Have you ever thought about what protects our hearts?
Just a cage of rib bones and other various parts.
So it’s fairly simple to cut right through the mess,
And to stop the muscle that makes us confess.

And we are so fragile,
And our cracking bones make noise,
And we are just,
Breakable, breakable, breakable girls and boys.

~ “Breakable” by Ingrid Michaelson

Ingrid poses a good question. Have you ever thought about how easily we can be broken? Physically, spiritually, mentally, emotionally? You know, there is a lot of literature about the resilience of the human spirit, and there’s even more literature about people with merit and virtue, but I wonder sometimes if we haven’t disneyfied life and diminished it into a shadow of what it was meant to be.

“But Rachel, whatever can you mean by that?”

Let me tell you. You lead an indescribably comfortable life from a physical standpoint, while blindly careening in almost every other aspect. I’m covering 18th century literature in two different classes, and this means I get to revisit the Enlightenment, as well as read essentially the same works for two classes and constantly be confused over what I’m doing for each class.

Anyway, the “enlightenment” asserted that reason should guide your morals, and that it was foolish to be led by passion. Originally, God-fearing people thought they should figure out a little more of the world around them with the understanding that it was created perfectly by God, and thus should have perfect design to be discovered. I agreed with them at this point, and found their sentiments sensible, and even supportive of a life of knowing and discovering God.

“I do not know what I may appear to the world; but to myself I seem to have been only like a boy playing on the seashore, and diverting myself in now and then finding a smoother pebble or a prettier shell than ordinary, whilst the great ocean of truth lay all undiscovered before me.”
~Isaac Newton after discovering the theory of gravitation, determined that white light is composed of colored rays, and invented calculus (Longman Anthology of World Literature, Volume D, p. 3).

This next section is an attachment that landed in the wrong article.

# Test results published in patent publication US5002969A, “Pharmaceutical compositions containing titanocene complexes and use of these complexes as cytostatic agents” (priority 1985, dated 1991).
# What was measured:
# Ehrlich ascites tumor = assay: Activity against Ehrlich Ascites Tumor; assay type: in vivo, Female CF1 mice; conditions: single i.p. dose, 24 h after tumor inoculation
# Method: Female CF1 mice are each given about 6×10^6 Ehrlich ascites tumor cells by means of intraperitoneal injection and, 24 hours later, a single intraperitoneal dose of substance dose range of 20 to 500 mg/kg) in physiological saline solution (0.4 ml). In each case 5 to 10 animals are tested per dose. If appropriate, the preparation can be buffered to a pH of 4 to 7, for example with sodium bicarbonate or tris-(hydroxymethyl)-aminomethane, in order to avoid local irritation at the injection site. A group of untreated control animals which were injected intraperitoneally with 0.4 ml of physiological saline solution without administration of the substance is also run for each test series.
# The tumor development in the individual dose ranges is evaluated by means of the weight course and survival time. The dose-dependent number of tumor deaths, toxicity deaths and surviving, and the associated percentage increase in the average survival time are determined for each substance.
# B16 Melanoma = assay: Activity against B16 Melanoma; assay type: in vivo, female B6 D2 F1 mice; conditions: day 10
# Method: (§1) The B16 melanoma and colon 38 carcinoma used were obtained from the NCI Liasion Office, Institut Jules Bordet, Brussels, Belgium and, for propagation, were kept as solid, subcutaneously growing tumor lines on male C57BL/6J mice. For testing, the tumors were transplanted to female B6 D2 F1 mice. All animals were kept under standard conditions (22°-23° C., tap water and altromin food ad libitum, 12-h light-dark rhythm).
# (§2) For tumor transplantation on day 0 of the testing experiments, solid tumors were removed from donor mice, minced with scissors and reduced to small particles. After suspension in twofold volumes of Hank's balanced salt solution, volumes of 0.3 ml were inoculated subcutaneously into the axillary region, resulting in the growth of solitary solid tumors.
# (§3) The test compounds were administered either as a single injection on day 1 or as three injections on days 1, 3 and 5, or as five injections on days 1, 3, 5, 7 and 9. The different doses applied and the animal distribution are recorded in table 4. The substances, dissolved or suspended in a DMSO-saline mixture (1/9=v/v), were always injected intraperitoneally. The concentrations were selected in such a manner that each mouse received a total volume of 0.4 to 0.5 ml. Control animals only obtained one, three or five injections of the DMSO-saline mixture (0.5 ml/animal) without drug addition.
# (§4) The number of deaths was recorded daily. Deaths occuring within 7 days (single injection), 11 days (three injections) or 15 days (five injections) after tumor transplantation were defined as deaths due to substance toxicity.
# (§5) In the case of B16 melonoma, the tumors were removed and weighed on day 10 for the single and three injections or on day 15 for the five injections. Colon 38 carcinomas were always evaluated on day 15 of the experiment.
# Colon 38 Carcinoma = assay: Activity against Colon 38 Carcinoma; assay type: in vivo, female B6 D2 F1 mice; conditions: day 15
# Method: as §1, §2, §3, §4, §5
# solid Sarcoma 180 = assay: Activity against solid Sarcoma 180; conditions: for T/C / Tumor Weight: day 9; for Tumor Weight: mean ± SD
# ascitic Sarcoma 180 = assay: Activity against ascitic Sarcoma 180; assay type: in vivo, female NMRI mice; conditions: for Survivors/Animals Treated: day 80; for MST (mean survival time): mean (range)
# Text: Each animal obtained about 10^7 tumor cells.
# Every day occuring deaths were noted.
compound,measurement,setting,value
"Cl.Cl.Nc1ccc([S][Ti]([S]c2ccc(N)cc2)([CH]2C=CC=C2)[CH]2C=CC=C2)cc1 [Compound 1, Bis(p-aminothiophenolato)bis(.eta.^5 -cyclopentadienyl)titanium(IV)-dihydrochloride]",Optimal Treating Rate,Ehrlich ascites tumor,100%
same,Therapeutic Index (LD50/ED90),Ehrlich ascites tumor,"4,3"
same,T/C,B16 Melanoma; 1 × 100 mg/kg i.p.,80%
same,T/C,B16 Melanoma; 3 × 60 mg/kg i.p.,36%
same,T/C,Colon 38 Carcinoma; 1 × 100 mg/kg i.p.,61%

Beautiful, right? But then those seemingly innocuous elementary principles of the Enlightenment were applied broadly. I feel like this is probably where people started thinking that Solomon was way cooler than those other Israelite kings for asking for wisdom, but that’s purely speculation. What isn’t speculation is that baby scientists (who weren’t even called that yet and belonged to monarch-sponsored “academies” of learning) soon put reason as king, and made it to rule supreme. Reason dictated that religion was a fanciful projection used to satisfy basic human needs and desires, and soon conquered the social realm in addition to science.

Reason described everything that could be seen and understood by man. However, that was the fatal flaw; God himself cannot be seen in human form since Christ, and even if He could, He is far beyond our understanding. Yet reason of enlightenment could not accept God because He was not in human form, and thus reason refused to acknowledge Him. But why on earth would we impair ourselves so severely to only believe that which we can fully understand?

That’s when the enlightenment lost me. It is utterly foolish to have such hubris as to place ourselves as wise, when there is much we do not understand. I am so thankful for scientists like Isaac Newton who had the attitude of science as discovering small bits and pieces of perfection and truth so deep and vast beyond ourselves that we know it was not of human contrivance. The funny thing is, God actually makes sense rationally too. It’s called apologetics, and some people I know are quite good at it.

Did you know that people used to value the soul before the enlightenment? It’s funny, but medieval people understood the heart of a man, even if some of their ideas about how things worked were a little conjectural. They saw light in the eyes of others. They communed spiritually with the world around them. They lived passionately, if in a kind of veiled understanding. I think we humans are just terrible at moderation, and we need to find the balance in the continuum between all passion and all reason.

God gave us reason, but He also gave us passion. It’s not foolish to use what God has given you. It’s not foolish to believe in a being greater than yourself who created this glorious world. Just because you can’t understand it doesn’t mean it’s real. If that were actually the case, I’m pretty sure I’d stick to the idea that calculus doesn’t exist, and there’s no such thing as physics since I often don’t understand it. But since the man who invented calculus said that even he has a lot more to learn, I think I do too.


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